ANZLTC14: Higher Education - Graduate Employability - Bond University

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Information about ANZLTC14: Higher Education - Graduate Employability - Bond University
Education

Published on September 16, 2014

Author: BlackboardInc

Source: slideshare.net

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ANZLTC14: Higher Education - Graduate Employability - Bond University

Shelley Kinash (Project Co-Leader) Bond University Linda Crane (Project Co-Leader) Bond University Mark Schulz (Project Manager) Bond University Sally Kift (Critical Friend) James Cook University Kirsty Mitchell (Team Member) Bond University Trishita Mathew (Data Analyst) Bond University Matthew McLean (Team Member) Bond University Cecily Knight (Team Member) James Cook University David Dowling (Team Member) University of Southern Queensland Laura Hougaz (Team Member) Australian Council for Private Education & Training Diana Knight (Report Designer & Editor) Bond University Vishen Naidu (Presentation Designer) Bond University

…to all of the graduates, students, employers and educators who shared their strategies and success stories 3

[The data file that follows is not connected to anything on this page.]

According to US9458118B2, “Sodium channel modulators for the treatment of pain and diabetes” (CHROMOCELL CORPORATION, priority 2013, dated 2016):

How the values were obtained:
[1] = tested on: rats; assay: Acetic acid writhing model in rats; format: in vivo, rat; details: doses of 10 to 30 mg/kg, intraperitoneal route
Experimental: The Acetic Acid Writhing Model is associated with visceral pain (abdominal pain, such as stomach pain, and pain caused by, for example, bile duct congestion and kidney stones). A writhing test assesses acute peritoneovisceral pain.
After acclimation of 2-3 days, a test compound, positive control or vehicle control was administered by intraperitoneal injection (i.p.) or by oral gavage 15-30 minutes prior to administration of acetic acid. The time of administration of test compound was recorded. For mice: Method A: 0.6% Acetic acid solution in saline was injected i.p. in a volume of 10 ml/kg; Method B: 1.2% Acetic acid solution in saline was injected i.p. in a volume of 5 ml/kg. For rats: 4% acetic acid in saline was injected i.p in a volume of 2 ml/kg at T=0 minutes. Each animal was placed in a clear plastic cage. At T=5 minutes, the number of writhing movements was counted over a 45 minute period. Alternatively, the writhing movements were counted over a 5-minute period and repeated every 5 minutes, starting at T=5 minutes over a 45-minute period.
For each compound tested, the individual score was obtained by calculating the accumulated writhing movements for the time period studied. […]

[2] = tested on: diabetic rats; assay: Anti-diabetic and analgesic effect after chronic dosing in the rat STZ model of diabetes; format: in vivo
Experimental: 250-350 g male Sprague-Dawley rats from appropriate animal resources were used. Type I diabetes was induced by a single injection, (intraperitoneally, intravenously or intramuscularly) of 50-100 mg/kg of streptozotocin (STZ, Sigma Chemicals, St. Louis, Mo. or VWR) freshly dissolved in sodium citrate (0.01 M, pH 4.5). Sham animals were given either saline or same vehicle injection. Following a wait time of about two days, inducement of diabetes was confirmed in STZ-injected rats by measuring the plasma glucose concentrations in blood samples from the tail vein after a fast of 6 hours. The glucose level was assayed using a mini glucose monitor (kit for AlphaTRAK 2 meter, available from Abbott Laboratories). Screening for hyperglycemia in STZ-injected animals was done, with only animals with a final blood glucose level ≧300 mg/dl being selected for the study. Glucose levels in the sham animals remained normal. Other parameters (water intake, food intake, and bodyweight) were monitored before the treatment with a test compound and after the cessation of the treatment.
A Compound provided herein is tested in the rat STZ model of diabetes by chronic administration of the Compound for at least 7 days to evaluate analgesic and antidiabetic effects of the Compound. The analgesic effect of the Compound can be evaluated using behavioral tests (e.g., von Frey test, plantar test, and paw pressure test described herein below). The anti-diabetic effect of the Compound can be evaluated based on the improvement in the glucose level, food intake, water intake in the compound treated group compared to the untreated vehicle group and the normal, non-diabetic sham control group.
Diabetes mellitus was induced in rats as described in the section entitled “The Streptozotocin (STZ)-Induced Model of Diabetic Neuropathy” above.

This report aims to inform the improvement of higher education graduate employability through disseminating the perspectives of students, graduates (alumni), higher education personnel (including educators and career development professionals) and employers. The team of report authors propose that students must do more than study and complete their courses in order to be employable upon graduation. Students, graduates and employers all agreed that work experience, internships and placements are the most significant set of strategies to enhancing graduate employability. Furthermore, participation in a number and range of graduate employability strategies is particularly important for students who are not 4 enrolled in generalist programs like humanities that teach graduate attributes such as critical thinking and communications. The research approach of the project presented in this report was survey methodology. Four survey versions were created and distributed online and via paper resulting in over seven hundred responses. Process and outcome data was rigorously collected, analysed, compared and contrasted. The report provides empirical evidence that higher education providers must support graduate employability using a variety of strategies. Research also revealed that employers are open to hiring graduates of professional programs and generalist programs such as humanities, life sciences, computer science and visual/performing arts. Because of the chosen survey approach, the results point to effective strategies for improving graduate employability, but does not enable detailed how-to information. Therefore, the next phase of the project research, forthcoming in a follow-up report, is to conduct interviews and focus groups with all four stakeholder groups to provide rich process details about employability. This current report includes recommendations from the survey responses to guide the improvement of strategy supports of graduate employability. This report fulfils an identified need to improve the ways in which graduate employability is supported to improve the outcomes for the emerging educated workforce. 4